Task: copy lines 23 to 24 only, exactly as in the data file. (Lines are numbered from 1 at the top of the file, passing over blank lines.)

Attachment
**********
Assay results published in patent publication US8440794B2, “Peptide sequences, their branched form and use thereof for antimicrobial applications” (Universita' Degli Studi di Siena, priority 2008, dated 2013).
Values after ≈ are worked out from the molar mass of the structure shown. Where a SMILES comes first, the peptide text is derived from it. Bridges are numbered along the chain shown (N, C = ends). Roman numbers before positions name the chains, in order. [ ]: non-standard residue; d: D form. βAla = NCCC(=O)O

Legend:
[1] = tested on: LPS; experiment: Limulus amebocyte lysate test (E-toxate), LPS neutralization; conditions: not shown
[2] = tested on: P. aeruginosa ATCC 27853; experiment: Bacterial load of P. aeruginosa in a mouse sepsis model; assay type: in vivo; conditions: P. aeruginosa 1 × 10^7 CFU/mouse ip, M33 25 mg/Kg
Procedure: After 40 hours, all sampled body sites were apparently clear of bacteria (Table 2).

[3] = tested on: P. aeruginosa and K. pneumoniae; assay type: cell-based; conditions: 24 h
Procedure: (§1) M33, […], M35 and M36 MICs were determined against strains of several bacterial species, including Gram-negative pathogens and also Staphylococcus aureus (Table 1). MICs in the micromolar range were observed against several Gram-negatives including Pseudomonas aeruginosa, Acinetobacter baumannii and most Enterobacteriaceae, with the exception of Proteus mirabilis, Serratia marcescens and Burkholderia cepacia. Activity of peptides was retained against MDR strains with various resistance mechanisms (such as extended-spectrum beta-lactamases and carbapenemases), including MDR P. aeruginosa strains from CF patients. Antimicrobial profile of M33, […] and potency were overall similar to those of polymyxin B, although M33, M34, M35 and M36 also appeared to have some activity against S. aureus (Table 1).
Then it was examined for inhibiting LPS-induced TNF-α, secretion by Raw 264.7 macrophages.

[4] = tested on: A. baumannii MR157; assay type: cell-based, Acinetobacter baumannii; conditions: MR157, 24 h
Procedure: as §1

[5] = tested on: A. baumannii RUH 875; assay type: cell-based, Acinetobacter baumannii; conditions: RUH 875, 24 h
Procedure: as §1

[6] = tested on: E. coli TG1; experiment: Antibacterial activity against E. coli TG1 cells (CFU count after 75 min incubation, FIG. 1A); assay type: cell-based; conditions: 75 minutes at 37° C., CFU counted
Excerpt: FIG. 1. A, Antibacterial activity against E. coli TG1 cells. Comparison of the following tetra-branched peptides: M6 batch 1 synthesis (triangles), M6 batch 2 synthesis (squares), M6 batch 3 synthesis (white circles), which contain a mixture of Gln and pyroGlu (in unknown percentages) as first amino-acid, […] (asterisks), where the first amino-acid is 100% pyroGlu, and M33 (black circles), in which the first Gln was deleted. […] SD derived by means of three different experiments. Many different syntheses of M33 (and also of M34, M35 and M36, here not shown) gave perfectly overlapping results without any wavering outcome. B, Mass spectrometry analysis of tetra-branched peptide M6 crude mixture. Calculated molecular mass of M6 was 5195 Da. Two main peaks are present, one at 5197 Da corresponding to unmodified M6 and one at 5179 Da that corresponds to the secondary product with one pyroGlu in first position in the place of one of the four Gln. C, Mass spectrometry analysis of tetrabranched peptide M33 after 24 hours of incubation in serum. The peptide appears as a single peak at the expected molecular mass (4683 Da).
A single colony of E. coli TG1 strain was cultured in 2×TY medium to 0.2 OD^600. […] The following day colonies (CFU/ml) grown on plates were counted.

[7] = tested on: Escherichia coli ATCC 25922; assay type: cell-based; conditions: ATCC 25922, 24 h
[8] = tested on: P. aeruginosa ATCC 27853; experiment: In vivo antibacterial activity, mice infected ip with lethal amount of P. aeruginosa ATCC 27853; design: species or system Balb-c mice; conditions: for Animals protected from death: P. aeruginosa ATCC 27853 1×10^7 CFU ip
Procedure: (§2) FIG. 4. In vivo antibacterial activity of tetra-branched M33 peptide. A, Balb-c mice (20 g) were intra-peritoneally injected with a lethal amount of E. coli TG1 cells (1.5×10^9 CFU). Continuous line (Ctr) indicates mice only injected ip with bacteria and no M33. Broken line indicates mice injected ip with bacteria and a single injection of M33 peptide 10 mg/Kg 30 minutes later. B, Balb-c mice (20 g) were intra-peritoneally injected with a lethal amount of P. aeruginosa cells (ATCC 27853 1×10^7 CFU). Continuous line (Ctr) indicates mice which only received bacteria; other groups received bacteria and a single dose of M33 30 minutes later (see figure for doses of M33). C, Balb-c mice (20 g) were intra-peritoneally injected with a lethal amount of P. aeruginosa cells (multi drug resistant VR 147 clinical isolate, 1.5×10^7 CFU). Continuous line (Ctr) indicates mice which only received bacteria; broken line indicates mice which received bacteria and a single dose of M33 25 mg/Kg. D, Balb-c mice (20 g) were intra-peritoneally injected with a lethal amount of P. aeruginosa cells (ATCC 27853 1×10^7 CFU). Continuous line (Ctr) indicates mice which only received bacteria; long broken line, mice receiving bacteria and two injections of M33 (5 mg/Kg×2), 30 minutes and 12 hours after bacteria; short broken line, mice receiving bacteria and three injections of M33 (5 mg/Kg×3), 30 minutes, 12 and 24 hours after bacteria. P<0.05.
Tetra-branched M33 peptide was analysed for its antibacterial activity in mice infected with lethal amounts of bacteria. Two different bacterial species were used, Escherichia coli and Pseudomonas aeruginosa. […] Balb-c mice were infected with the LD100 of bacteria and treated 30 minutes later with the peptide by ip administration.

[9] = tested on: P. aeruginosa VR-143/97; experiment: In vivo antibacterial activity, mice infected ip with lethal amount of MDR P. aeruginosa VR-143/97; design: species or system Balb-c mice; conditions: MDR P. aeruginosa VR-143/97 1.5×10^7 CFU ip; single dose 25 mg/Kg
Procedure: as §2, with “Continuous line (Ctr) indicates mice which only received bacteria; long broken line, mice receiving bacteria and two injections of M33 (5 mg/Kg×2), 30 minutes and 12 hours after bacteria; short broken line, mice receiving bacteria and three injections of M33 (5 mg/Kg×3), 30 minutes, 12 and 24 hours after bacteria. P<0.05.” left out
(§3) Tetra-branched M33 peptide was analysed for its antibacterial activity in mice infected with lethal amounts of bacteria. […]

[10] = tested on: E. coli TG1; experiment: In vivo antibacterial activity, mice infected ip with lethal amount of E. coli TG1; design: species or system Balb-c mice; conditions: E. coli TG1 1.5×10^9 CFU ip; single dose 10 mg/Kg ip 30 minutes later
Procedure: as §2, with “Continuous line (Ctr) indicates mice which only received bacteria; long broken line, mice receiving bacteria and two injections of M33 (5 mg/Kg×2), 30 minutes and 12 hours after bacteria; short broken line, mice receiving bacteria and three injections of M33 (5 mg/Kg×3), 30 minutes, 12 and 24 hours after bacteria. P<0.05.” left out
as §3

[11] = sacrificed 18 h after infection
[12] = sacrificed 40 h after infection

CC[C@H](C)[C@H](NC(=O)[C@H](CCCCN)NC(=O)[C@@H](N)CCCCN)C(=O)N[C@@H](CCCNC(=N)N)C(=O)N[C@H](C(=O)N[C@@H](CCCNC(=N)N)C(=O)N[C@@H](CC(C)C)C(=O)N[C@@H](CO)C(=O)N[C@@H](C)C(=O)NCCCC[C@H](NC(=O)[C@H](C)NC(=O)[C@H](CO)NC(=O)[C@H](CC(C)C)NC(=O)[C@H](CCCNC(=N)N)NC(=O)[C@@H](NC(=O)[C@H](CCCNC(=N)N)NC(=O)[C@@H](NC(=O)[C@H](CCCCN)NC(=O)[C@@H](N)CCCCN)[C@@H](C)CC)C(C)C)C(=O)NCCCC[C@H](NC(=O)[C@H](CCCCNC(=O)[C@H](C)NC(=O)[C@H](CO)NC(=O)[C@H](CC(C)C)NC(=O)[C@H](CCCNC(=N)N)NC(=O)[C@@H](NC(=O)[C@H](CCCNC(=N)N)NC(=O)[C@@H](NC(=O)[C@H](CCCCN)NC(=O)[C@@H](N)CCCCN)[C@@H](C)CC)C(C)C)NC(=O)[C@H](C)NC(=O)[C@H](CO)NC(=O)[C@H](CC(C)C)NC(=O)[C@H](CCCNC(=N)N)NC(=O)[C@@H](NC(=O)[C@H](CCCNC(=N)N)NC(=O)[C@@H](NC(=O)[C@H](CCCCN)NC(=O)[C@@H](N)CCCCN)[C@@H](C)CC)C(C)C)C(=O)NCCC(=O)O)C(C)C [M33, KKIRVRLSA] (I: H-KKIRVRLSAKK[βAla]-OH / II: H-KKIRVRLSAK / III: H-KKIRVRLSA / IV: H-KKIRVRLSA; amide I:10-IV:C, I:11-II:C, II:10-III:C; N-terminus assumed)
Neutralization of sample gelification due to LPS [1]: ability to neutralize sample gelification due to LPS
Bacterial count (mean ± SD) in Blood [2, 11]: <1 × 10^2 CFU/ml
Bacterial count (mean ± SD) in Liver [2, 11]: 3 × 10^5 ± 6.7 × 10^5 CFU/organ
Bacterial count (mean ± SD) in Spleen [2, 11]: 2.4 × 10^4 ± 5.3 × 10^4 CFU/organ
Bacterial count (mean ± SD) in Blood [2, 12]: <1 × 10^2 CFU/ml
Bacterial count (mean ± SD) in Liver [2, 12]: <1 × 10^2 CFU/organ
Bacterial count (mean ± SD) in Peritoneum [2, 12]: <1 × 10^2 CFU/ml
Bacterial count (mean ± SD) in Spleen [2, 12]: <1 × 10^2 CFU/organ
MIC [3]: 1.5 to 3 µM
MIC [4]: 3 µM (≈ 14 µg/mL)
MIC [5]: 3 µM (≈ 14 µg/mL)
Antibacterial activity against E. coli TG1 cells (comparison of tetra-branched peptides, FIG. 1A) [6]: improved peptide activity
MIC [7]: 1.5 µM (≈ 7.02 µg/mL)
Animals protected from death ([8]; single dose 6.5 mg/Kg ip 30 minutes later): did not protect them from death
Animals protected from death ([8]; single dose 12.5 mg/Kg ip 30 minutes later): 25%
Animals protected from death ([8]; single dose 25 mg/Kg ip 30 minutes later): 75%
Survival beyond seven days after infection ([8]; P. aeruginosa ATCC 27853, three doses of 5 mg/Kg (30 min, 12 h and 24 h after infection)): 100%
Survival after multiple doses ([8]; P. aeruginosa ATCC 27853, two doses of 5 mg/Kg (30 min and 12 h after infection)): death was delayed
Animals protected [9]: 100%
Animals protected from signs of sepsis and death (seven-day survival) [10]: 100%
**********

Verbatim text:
(§3) Tetra-branched M33 peptide was analysed for its antibacterial activity in mice infected with lethal amounts of bacteria. […]

[10] = tested on: E. coli TG1; experiment: In vivo antibacterial activity, mice infected ip with lethal amount of E. coli TG1; design: species or system Balb-c mice; conditions: E. coli TG1 1.5×10^9 CFU ip; single dose 10 mg/Kg ip 30 minutes later